4 Classic Villains Everybody Gets Wrong

There are some classic villains in the annals of literature that we can easily understand. These characters don't need deep analysis and investigation, because what is there to know? Well, now that you mention it, we could probably do with revisiting some of those classics and looking a little harder ...

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4
Sherlock Holmes' "Arch-Rival" Professor Moriarty Is Just Some Dude

Right after Tumblr slash fiction, the mad genius Professor James Moriarty stands as the definitive thorn in Sherlock Holmes' side. Their rivalry is a lifelong battle of wits immortalized in Sherlock, Sherlock Holmes: A Game Of Shadows, and of course, the Academy-Award-winning Sherlock Gnomes. It's a feud that's been shown in Holmes stories in pretty much every medium ... except, you know, the actual stories by Sir Arthur Conan Doyle.

By virtue of being regarded by pop culture as the Joker to Holmes' Batman, it's assumed that Moriarty appears in numerous Holmes stories, but he's only in two. The first was The Final Problem, also known as The One Where He Fucking Dies, and the other was The Valley Of Fear, a prequel to TFP wherein he's trying to assassinate someone. (Spoilers for a novel published in 1915: He succeeds despite Holmes' best efforts to stop him.)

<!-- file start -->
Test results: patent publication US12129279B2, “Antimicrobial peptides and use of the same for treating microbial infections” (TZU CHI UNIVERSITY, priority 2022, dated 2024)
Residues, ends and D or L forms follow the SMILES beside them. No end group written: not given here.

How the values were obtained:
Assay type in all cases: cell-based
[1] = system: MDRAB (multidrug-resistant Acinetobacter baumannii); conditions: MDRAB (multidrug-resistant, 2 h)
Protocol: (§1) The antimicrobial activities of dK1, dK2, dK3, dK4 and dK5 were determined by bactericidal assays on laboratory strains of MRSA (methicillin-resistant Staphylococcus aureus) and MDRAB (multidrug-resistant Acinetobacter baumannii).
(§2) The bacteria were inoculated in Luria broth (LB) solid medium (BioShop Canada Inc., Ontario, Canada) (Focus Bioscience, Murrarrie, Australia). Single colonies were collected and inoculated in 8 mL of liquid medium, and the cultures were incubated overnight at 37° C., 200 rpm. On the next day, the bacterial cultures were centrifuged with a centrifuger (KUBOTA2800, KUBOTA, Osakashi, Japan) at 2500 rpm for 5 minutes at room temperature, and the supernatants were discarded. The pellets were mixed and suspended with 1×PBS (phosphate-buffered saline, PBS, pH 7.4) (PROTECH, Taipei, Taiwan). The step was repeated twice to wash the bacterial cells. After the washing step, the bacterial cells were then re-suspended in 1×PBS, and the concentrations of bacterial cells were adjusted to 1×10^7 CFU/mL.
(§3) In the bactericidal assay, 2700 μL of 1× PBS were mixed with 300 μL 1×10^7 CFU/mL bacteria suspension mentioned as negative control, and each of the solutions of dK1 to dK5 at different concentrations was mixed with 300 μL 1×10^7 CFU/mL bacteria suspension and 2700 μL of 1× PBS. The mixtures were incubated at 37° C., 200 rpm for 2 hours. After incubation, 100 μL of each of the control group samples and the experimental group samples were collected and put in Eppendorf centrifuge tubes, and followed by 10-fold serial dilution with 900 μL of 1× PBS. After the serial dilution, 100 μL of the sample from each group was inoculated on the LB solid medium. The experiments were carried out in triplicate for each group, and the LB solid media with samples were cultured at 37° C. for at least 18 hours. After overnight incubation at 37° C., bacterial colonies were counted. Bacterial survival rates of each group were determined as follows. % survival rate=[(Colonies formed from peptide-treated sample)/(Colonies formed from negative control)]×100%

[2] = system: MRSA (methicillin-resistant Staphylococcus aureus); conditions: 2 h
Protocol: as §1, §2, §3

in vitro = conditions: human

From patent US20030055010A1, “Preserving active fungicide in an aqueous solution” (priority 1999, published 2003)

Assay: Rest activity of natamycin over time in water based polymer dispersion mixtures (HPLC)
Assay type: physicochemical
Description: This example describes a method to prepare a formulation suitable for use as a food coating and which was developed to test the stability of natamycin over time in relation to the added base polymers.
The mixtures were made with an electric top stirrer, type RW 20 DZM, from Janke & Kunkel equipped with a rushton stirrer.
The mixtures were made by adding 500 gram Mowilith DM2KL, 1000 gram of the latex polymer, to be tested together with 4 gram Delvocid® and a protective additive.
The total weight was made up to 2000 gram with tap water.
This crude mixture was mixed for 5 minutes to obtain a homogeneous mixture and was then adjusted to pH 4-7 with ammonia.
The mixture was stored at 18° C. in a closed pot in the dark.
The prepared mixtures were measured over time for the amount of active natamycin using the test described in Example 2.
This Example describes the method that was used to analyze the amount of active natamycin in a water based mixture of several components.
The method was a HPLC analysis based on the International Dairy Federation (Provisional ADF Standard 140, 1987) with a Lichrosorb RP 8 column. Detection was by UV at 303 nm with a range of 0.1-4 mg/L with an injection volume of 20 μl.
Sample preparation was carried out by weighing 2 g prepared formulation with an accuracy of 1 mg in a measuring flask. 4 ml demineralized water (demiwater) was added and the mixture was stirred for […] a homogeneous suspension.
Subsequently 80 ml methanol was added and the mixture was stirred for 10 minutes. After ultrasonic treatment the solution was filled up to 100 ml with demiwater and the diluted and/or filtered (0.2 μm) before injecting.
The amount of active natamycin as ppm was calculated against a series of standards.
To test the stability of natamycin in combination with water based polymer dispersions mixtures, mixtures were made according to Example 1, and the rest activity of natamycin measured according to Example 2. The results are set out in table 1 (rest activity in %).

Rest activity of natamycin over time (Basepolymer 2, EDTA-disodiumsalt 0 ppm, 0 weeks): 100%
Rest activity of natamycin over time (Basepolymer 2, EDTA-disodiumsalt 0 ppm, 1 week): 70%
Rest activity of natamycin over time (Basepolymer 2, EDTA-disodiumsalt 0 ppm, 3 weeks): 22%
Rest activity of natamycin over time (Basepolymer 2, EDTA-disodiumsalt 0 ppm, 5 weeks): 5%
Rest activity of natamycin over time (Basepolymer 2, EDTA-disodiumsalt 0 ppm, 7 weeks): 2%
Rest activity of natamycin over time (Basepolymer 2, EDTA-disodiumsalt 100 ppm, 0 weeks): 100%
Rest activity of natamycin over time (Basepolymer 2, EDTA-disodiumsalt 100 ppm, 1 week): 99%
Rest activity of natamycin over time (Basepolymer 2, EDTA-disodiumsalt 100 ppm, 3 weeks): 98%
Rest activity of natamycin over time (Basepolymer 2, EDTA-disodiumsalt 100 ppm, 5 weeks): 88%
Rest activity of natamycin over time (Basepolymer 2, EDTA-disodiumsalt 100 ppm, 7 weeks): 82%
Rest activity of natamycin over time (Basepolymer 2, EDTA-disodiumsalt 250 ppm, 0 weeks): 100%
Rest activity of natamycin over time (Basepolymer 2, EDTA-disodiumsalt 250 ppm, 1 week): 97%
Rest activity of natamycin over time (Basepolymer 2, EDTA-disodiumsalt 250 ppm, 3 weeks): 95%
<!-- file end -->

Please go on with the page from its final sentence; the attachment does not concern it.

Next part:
Sidney PagetThe remotest chance exists that he's only famous because he was drawn like an undertaker who takes his work home.

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Isn't he notable because he appears twice? Well, not really. He's not the only Holmes villain to make a repeat appearance. And even then, he never has a relationship with Holmes per se. Sure, he wants Holmes dead, but that's because Holmes is all up in his shit, not because he's playing a vendetta-driven cat-and-mouse game. He's just a normal crime lord with a normal crime lord aversion to detectives sniffing around his operation. His motivation isn't shenanigans; it's cold hard cash.

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That's also why when the time comes to have Holmes killed, he doesn't use bombs, an electric chair, or poisoned shoes. He simply tells his men to beat Holmes to death in the street or to run his brainiac ass over with a horse-drawn carriage. As for face-to-face encounters, they only meet once ... and that meeting ends with them plunging over a waterfall, not exchanging witty banter.